I meditate every day with the app called Headspace. Headspace provides guided meditations of between 10 to 20 minutes long on a variety of subjects, or just basic mindfulness practice.
As an artist (writer) I find meditation prepares me for the day in a way I've not felt before. It calms my mind and helps me focus on the tasks I hope to accomplish each day.
One of the things I appreciate the most about Headspace is that it takes the mysticism out of the meditation practice. There is not cosmic being, there is not greater power. There is just you, and your experience, whether emotional or logical, and it teaches you how to parse these experiences and come to more informed conclusions on how you can deal with them.
This isn't to say meditation controls your emotions. Rather, it makes the practicer aware and conscious of the emotions, then helps them move on. Many people feel emotions they aren't aware of--act upon them without recognition, and this type of behavior typically leads to decisions you'd rather have back.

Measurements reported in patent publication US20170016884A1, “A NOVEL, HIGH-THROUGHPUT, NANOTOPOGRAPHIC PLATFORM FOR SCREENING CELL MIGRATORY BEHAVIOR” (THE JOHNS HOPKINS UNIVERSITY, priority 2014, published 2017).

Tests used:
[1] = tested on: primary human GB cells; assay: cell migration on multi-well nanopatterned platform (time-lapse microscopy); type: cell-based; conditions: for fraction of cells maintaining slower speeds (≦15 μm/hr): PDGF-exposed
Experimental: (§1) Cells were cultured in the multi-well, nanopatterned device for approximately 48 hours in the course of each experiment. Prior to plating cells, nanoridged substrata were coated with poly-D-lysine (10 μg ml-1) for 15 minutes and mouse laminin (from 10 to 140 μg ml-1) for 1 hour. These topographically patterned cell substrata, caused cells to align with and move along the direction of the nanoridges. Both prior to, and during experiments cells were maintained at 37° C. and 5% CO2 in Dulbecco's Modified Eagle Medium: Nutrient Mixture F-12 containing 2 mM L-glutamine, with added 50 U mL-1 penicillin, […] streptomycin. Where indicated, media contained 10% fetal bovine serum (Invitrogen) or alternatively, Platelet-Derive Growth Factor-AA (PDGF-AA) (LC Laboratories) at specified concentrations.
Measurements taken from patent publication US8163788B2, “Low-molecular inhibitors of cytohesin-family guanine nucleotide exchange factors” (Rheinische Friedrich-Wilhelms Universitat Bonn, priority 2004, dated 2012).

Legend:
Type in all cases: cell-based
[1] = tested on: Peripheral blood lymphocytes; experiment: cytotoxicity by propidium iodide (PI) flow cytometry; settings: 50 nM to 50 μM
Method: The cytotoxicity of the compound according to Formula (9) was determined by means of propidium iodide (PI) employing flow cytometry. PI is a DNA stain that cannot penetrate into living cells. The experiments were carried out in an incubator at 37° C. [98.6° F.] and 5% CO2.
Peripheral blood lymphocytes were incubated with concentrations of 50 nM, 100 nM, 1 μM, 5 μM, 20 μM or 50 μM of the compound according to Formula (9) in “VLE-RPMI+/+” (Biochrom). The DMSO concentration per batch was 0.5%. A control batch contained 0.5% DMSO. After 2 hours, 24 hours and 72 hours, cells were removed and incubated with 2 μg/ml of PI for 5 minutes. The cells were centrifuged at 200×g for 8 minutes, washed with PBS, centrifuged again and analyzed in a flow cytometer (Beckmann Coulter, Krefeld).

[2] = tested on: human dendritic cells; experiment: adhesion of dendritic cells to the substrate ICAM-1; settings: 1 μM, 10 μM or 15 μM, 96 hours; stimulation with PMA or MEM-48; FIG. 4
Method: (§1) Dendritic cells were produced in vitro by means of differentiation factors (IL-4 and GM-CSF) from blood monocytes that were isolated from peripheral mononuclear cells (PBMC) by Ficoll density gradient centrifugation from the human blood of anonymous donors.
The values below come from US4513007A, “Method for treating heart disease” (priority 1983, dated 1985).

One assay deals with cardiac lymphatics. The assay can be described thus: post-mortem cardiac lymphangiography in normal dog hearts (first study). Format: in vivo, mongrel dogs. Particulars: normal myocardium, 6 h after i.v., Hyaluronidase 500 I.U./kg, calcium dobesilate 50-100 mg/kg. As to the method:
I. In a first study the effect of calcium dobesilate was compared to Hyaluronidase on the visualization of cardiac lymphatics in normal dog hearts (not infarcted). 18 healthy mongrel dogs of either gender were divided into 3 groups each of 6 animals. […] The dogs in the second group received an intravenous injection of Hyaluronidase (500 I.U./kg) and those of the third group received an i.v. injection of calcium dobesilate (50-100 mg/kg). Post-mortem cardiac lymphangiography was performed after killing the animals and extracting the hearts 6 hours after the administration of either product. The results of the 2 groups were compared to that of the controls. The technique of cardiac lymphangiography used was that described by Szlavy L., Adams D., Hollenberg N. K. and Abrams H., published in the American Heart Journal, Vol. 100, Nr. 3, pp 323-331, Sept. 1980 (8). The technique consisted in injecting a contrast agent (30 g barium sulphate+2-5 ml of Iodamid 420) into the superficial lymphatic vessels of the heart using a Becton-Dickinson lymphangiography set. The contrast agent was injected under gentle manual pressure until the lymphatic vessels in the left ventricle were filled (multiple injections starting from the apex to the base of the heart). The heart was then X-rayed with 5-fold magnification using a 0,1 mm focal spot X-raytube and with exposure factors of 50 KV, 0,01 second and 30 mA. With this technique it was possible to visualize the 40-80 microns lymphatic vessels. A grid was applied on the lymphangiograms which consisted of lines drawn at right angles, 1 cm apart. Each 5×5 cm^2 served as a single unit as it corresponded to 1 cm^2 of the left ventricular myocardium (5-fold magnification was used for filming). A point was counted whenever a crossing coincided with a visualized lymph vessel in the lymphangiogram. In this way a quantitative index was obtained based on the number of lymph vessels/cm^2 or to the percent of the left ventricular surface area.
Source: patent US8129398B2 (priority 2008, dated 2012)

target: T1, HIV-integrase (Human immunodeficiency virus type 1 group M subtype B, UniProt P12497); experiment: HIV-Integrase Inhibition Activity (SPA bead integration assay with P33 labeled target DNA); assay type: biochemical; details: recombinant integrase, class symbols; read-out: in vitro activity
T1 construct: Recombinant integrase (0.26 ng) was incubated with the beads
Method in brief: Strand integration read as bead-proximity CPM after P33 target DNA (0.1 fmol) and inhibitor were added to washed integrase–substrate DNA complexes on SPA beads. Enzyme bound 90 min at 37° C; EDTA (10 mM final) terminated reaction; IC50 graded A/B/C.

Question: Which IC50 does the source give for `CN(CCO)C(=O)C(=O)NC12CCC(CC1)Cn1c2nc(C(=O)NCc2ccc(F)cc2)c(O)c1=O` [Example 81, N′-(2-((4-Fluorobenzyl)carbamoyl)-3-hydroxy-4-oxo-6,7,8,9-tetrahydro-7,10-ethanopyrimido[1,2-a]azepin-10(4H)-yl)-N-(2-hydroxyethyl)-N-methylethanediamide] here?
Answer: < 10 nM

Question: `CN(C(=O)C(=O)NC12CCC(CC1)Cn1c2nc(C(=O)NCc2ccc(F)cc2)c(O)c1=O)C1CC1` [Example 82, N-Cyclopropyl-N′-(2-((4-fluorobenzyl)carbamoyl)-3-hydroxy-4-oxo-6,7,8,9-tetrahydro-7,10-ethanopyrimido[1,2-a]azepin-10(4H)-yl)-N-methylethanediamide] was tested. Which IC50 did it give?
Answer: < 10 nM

As a writer, I spend a lot of time at my computer. Needless to say, it's difficult to disengage from the cultural ADHD the internet promotes. From clickbait, to political scandals, to sports highlights. It's amazing I get anything done while on my computer. But meditation helps. Meditation lets me block out, or at least, be aware of my feelings of discomfort when I begin opening new browser tabs, reading sports articles, or procrastinating with Twitter. Typically, I'm able to stop, recognize, and close these tabs before I get to engrossed in the stories and drama of the day.
I get back on track. Now, I know many people feel as though meditation doesn't "Work" for them, but it's not a question of meditation "working" or not. There's a reason the act of meditating regularly is called a "practice." It's a skill you must learn and an act that you get better at with time.